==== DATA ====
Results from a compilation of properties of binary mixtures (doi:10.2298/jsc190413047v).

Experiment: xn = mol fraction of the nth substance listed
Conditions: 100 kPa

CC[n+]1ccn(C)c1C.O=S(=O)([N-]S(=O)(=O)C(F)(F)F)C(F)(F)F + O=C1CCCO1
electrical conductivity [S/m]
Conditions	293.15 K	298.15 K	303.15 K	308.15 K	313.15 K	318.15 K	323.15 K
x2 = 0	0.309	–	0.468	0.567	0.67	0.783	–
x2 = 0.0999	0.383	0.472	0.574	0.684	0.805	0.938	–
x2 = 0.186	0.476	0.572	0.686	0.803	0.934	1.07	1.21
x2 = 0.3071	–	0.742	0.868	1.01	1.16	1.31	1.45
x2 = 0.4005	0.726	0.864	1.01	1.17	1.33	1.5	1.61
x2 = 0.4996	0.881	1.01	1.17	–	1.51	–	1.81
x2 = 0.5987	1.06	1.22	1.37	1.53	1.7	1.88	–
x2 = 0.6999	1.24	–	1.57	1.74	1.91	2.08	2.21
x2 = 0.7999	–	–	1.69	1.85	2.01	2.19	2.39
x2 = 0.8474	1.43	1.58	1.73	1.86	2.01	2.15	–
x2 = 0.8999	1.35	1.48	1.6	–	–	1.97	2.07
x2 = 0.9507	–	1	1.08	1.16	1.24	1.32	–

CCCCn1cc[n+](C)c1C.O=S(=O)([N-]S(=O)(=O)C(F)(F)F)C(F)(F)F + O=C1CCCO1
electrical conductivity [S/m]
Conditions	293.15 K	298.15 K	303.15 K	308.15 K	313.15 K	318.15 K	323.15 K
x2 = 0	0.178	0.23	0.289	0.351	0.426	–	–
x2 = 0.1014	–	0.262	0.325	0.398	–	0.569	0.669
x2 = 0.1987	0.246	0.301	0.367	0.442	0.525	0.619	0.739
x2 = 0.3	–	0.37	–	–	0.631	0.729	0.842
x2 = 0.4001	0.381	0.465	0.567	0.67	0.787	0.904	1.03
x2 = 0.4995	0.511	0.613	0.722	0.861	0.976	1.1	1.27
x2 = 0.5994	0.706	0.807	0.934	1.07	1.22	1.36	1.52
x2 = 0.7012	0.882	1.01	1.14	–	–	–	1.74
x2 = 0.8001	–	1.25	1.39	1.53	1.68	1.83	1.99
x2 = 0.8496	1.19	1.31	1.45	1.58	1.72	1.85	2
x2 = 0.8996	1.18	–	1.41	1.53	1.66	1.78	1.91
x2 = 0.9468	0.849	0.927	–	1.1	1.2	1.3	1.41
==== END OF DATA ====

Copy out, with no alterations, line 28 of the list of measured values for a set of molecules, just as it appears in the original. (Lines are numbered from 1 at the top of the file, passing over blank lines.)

x2 = 0.5994	0.706	0.807	0.934	1.07	1.22	1.36	1.52